John Harper, SNY.tv | Twitter |
They won 103 games last season despite an historic number of injuries, then signed the best pitcher in the American League away from their biggest threat, ratcheting up expectations to the height of the Joe Torre years.
And then last week the Yankees announced that James Paxton had back surgery that could cause him to miss at least the first couple of months of the season -- an eerie reminder that nothing is ever guaranteed in sports.
So welcome to the start of spring training, where the most important goal will be to get through six weeks in Tampa with everyone not named Paxton ready for Opening Day.
Toward that end, Brian Cashman overhauled the team's training/strength & conditioning staff, hiring Eric Cressey, a big name in the sports performance industry, to oversee a new approach to keeping players injury-free.
The Paxton news, however, is also a reminder that sometimes injuries are more bad luck than anything else. After last season you'd think the Yankees are due some good luck, and in the end that will largely dictate their level of dominance in 2020.
Health aside, then, here are their Five Most Intriguing Storylines going into spring training this week.
1) All Eyes On Cole
Before it became in vogue in recent years for hitters to track pitches in the early days of spring training, rather than actually swing at them, the practice known as "live BP" was always great fun to watch, as pitchers overmatched teammates who were shaking the rust out of their bats.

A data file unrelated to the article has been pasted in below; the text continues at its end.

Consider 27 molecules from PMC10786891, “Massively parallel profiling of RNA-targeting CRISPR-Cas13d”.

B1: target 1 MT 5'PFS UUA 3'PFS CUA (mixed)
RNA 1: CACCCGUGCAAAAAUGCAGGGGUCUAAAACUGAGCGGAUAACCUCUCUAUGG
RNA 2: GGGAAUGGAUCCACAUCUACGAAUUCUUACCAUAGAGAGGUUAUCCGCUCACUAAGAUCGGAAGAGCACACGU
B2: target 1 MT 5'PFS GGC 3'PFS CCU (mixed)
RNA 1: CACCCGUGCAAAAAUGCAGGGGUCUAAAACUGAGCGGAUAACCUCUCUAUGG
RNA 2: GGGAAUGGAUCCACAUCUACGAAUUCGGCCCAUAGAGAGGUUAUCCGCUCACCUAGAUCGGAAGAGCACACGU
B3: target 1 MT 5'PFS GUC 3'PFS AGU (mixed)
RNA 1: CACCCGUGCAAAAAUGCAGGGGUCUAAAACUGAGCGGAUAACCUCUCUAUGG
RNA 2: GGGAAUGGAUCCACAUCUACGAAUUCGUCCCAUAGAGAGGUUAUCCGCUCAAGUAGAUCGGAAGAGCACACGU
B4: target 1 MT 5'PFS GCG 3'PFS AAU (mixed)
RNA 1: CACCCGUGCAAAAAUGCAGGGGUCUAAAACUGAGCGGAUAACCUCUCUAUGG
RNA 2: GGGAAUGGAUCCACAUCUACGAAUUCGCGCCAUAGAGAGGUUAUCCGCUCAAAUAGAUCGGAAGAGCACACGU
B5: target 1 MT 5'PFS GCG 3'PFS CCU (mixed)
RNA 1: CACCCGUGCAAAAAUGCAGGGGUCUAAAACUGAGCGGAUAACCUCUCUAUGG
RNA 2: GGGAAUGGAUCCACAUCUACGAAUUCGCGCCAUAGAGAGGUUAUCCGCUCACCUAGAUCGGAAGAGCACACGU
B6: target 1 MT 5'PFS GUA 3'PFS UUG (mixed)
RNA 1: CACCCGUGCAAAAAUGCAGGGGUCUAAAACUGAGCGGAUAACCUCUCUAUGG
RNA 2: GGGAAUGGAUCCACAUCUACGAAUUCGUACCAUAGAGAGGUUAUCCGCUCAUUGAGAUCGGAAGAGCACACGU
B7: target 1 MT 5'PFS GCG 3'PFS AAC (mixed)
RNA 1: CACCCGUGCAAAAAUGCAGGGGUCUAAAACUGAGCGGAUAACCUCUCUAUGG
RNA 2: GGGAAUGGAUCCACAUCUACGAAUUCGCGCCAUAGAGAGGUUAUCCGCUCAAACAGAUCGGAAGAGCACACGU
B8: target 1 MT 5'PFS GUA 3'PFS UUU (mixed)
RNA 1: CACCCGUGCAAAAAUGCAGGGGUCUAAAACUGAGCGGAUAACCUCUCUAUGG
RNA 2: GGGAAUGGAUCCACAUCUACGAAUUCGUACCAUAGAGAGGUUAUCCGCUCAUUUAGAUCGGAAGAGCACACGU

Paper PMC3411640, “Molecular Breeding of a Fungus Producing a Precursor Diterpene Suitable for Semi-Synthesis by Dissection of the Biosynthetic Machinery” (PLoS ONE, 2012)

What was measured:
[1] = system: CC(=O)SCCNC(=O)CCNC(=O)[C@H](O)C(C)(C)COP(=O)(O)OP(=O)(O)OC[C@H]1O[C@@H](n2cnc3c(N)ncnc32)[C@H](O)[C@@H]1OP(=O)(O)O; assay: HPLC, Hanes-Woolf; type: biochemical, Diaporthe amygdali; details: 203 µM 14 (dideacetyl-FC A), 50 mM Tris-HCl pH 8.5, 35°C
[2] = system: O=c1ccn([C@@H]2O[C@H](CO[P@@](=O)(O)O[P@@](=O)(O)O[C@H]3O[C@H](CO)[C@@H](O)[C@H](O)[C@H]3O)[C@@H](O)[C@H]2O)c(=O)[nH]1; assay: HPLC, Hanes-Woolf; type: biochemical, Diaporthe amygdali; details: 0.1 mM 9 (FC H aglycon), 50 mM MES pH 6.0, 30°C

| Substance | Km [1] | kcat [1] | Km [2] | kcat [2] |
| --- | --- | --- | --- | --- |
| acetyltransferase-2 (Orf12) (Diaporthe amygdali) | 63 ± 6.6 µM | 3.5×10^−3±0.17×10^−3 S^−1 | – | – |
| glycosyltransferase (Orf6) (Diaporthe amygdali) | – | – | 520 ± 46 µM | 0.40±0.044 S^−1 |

It was in that setting where Phil Hughes was once dubbed the next Roger Clemens by awed hitters, and Manny Banuelos looked like the next Ron Guidry.
Suffice it to say nobody is going to want any part of swinging the bat in February against Gerrit Cole and his high-octane mix of pitches that added up to the rather staggering total of 373 strikeouts over 249 innings last season, including the post-season.
As such his spring training outings no doubt will be must-watch events, as the hype will build for Cole to deliver on his $324 million contract, the richest ever signed by a pitcher.
It could make for suffocating pressure, especially in the glare of the Bronx spotlight, but Cole made a tremendous first impression at his press conference, looking and sounding remarkably at ease amidst all the pomp and circumstance.
Furthermore scouts say his studious approach to pitching, which was refined in Houston via analytics, combined with his electric arsenal of pitches, should make for a smooth transition as a Yankee.
2) Will Stanton Ever Earn His Pinstripes?
Yes, it's a pretentious cliché that speaks to the Yankees' standing as the most successful franchise in the sport, but the fans seem to take it to heart. With that in mind it's fairly remarkable that a player of Giancarlo Stanton's freakish talent is two years into his tenure in the Bronx and yet to be embraced in the Bronx.
Indeed, his October failures in 2018 and an injury-marred 2019 season again put the burden of proof on Stanton and his huge contract, which has only eight years to go, by the way.